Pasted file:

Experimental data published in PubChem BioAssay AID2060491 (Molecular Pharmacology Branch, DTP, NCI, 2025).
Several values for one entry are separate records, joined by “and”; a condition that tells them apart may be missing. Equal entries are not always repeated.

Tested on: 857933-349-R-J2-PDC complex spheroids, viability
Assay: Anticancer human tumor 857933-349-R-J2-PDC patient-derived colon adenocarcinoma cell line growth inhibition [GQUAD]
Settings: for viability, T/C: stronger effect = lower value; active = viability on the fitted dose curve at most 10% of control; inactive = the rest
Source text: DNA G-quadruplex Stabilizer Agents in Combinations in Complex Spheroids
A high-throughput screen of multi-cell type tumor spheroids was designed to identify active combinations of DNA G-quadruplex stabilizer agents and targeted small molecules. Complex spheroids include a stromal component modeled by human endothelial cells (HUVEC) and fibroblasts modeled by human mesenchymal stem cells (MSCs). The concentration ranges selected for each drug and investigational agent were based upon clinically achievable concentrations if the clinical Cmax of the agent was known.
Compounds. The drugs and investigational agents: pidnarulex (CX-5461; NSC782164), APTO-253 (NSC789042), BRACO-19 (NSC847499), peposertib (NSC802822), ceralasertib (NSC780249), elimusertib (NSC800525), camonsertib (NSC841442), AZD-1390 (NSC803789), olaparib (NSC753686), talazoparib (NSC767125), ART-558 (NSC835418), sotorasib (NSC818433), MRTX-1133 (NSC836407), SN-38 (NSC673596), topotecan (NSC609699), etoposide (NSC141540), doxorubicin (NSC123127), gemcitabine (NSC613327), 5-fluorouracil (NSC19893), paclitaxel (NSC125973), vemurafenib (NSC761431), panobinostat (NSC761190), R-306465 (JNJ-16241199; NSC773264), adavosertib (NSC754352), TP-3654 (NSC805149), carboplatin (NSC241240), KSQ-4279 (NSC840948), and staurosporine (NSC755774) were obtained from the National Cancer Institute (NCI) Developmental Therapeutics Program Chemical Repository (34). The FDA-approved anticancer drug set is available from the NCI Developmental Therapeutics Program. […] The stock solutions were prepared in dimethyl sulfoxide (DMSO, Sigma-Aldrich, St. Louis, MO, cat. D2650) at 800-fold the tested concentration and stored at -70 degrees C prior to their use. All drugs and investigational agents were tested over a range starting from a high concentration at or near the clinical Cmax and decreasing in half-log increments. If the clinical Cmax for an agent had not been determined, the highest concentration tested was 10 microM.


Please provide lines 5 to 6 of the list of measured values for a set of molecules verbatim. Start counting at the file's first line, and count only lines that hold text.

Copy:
Settings: for viability, T/C: stronger effect = lower value; active = viability on the fitted dose curve at most 10% of control; inactive = the rest
Source text: DNA G-quadruplex Stabilizer Agents in Combinations in Complex Spheroids